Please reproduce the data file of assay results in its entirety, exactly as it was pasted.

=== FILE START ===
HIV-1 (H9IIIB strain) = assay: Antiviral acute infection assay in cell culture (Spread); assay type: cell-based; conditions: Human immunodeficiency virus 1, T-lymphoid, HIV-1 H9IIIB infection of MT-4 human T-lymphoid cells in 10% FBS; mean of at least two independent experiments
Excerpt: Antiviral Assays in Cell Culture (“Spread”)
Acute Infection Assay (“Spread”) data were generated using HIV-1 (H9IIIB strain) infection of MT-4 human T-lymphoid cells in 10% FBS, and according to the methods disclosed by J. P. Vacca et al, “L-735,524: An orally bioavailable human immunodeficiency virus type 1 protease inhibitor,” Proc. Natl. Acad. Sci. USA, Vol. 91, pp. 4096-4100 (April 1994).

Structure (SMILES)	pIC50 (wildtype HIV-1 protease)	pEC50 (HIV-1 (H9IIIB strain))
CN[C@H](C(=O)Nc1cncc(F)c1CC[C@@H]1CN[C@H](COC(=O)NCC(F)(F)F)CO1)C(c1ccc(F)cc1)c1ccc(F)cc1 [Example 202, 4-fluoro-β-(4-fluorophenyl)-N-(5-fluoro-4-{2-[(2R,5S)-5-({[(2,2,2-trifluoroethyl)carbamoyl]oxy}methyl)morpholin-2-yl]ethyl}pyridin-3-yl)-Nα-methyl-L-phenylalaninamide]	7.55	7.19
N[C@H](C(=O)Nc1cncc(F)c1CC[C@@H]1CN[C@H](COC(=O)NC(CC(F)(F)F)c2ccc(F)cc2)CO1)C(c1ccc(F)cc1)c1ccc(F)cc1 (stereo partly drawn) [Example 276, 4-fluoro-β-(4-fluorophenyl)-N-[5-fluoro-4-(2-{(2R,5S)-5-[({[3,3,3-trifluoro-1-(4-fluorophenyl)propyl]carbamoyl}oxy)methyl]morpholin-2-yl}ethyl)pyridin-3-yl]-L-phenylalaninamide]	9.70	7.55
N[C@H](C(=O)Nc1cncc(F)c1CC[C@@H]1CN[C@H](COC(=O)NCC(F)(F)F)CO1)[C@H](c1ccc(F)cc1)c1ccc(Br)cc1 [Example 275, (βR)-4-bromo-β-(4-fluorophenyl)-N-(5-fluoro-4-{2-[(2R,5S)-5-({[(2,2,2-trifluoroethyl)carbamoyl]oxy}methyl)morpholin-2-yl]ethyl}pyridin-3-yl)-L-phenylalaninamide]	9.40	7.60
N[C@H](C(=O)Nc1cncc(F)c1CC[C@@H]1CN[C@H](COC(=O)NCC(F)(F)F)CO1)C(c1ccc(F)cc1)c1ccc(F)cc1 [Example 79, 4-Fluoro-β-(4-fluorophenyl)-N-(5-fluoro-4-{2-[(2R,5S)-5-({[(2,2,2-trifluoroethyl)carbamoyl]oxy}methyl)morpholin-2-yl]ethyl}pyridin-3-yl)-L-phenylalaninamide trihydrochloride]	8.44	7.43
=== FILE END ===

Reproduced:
HIV-1 (H9IIIB strain) = assay: Antiviral acute infection assay in cell culture (Spread); assay type: cell-based; conditions: Human immunodeficiency virus 1, T-lymphoid, HIV-1 H9IIIB infection of MT-4 human T-lymphoid cells in 10% FBS; mean of at least two independent experiments
Excerpt: Antiviral Assays in Cell Culture (“Spread”)
Acute Infection Assay (“Spread”) data were generated using HIV-1 (H9IIIB strain) infection of MT-4 human T-lymphoid cells in 10% FBS, and according to the methods disclosed by J. P. Vacca et al, “L-735,524: An orally bioavailable human immunodeficiency virus type 1 protease inhibitor,” Proc. Natl. Acad. Sci. USA, Vol. 91, pp. 4096-4100 (April 1994).

Structure (SMILES)	pIC50 (wildtype HIV-1 protease)	pEC50 (HIV-1 (H9IIIB strain))
CN[C@H](C(=O)Nc1cncc(F)c1CC[C@@H]1CN[C@H](COC(=O)NCC(F)(F)F)CO1)C(c1ccc(F)cc1)c1ccc(F)cc1 [Example 202, 4-fluoro-β-(4-fluorophenyl)-N-(5-fluoro-4-{2-[(2R,5S)-5-({[(2,2,2-trifluoroethyl)carbamoyl]oxy}methyl)morpholin-2-yl]ethyl}pyridin-3-yl)-Nα-methyl-L-phenylalaninamide]	7.55	7.19
N[C@H](C(=O)Nc1cncc(F)c1CC[C@@H]1CN[C@H](COC(=O)NC(CC(F)(F)F)c2ccc(F)cc2)CO1)C(c1ccc(F)cc1)c1ccc(F)cc1 (stereo partly drawn) [Example 276, 4-fluoro-β-(4-fluorophenyl)-N-[5-fluoro-4-(2-{(2R,5S)-5-[({[3,3,3-trifluoro-1-(4-fluorophenyl)propyl]carbamoyl}oxy)methyl]morpholin-2-yl}ethyl)pyridin-3-yl]-L-phenylalaninamide]	9.70	7.55
N[C@H](C(=O)Nc1cncc(F)c1CC[C@@H]1CN[C@H](COC(=O)NCC(F)(F)F)CO1)[C@H](c1ccc(F)cc1)c1ccc(Br)cc1 [Example 275, (βR)-4-bromo-β-(4-fluorophenyl)-N-(5-fluoro-4-{2-[(2R,5S)-5-({[(2,2,2-trifluoroethyl)carbamoyl]oxy}methyl)morpholin-2-yl]ethyl}pyridin-3-yl)-L-phenylalaninamide]	9.40	7.60
N[C@H](C(=O)Nc1cncc(F)c1CC[C@@H]1CN[C@H](COC(=O)NCC(F)(F)F)CO1)C(c1ccc(F)cc1)c1ccc(F)cc1 [Example 79, 4-Fluoro-β-(4-fluorophenyl)-N-(5-fluoro-4-{2-[(2R,5S)-5-({[(2,2,2-trifluoroethyl)carbamoyl]oxy}methyl)morpholin-2-yl]ethyl}pyridin-3-yl)-L-phenylalaninamide trihydrochloride]	8.44	7.43